The consequence of conservative libertarianism’s concentration on ideas to the exclusion of action is to turn a prudent sense of priority on its head. The priorities, as I see them, are to first participate in social change so that, second, there will be a chance of influencing its direction later on. Unless one can reject flatly the possibility that there is even going to be a change, the priority should not be to fret about what it might be like, the priority is to maintain a position from which or in which you can do something about it.

The impossibility of simple neutrality in this situation should be apparent. You cannot just say “a pox on both of your houses” because, unfortunately, you happen actually to live in one of the houses. By that act alone neutrality is made impossible—except for those very rare few who actually can withdraw totally, to dream out their isolation so long as, and only so long as, the unleashed dogs of the system, against which they have refused to struggle, are not set upon them.

From the conservative position comes the position of libertarian reformism. It holds that, since there is a good base to build upon—the at least lip-service traditions of liberty in this country, for instance—that the way to avoid the dangers that might lurk on the other side of revolutionary change is to opt for evolutionary change. The repeal of certain laws is, in this position, held as crucial and, of course, it probably is true that if the withholding tax were repealed that the government would be bankrupted as millions of taxpayers simply found themselves unable to pay up.

That is, this situation might be true if it were not for the amazing ingenuity of American state-monopoly-capitalism. Few if any corporation heads would stand idly by and see the source of their prosperity—a partnership with the state—seriously jeopardized. One can imagine a “voluntary” tax withholding system going into effect which, if anything, might be more effective than the state system which, after all, is operated by businessmen anyway even though with a lot of wasteful bureaucratic interference. Same with the voluntary or even ‘corporate’ military concepts. A libertarian should be the first to recognize that such systems would, if anything, make imperialism more effective by making its military machine more efficient. Such reforms, in short, would not necessarily end injustices but might merely streamline them.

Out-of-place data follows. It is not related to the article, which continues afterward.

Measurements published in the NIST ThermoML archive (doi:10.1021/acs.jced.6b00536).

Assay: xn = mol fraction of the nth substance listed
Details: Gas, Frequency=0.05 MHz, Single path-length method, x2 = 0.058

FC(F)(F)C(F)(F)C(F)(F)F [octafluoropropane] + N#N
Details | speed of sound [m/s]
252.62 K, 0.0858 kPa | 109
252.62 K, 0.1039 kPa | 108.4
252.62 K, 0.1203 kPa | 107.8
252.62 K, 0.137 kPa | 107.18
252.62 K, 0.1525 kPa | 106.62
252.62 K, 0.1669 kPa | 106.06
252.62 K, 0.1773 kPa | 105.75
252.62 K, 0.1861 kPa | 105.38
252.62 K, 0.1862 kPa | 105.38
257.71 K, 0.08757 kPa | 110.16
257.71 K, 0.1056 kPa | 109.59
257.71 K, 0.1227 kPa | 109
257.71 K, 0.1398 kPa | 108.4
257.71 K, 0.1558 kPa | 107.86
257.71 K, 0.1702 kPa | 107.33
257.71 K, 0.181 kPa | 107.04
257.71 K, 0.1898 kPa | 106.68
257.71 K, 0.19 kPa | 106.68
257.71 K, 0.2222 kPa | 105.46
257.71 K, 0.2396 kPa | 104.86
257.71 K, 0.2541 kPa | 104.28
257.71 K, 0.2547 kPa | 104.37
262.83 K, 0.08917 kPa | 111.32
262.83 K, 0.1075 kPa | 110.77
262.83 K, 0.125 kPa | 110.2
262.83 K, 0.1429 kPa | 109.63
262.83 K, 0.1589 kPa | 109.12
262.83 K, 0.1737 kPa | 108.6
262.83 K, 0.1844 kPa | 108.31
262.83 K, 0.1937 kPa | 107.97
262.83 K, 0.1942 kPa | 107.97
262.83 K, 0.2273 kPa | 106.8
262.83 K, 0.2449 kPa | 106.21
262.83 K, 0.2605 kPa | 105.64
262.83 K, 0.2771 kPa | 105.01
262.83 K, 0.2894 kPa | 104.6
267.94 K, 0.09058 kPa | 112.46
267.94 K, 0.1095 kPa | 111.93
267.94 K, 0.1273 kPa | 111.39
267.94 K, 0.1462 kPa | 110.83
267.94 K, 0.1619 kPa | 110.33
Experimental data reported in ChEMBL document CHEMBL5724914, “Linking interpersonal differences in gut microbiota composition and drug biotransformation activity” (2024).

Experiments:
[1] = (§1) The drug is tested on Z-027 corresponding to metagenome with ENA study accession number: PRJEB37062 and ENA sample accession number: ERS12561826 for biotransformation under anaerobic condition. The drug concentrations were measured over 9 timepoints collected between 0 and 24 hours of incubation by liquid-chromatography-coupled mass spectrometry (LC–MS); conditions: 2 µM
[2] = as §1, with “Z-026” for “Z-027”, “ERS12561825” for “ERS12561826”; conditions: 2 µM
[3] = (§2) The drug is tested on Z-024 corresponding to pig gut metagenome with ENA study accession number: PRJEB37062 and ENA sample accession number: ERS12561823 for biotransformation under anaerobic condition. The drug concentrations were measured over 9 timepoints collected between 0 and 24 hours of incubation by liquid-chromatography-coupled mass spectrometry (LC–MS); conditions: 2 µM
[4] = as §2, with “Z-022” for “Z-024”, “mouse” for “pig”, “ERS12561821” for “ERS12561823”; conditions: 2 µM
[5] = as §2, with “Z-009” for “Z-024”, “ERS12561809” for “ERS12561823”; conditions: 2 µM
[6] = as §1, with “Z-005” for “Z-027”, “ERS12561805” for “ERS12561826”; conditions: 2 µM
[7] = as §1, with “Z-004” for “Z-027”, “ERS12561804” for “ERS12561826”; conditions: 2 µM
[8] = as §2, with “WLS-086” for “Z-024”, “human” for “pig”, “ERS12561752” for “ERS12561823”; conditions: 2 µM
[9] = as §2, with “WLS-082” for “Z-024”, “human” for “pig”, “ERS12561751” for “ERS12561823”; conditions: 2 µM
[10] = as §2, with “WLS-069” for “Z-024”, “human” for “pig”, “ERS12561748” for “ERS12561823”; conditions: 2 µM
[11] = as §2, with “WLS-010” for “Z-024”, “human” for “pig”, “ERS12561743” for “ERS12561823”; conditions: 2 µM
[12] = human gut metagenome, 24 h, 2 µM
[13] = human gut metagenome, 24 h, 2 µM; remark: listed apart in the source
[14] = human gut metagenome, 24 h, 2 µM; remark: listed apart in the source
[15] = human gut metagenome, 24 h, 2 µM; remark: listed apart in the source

More pertinent is the central error of reformism as a possible instrument of change. To reform a system you must, first of all, preserve it against attacks more precipitous than those called for in the reformist timetable. This position not only makes neutrality impossible, it makes siding with the system (the state) unavoidable in the long run.

I sum up my concern over these matters in this way: Libertarians are faced with a real, not merely theoretical world in which revolutionary change is at the very least a real possibility everywhere. If libertarians will not participate in that change they cannot influence that change now or later. It is the important characteristic of this journal that it does not intend to relegate the black flag of the most revolutionary of positions, libertarianism, to the sidelines of any revolution, no matter the color of the other banners unfurling.

Originally appeared in The Libertarian Forum Vol. 1, No. 13, October 1, 1969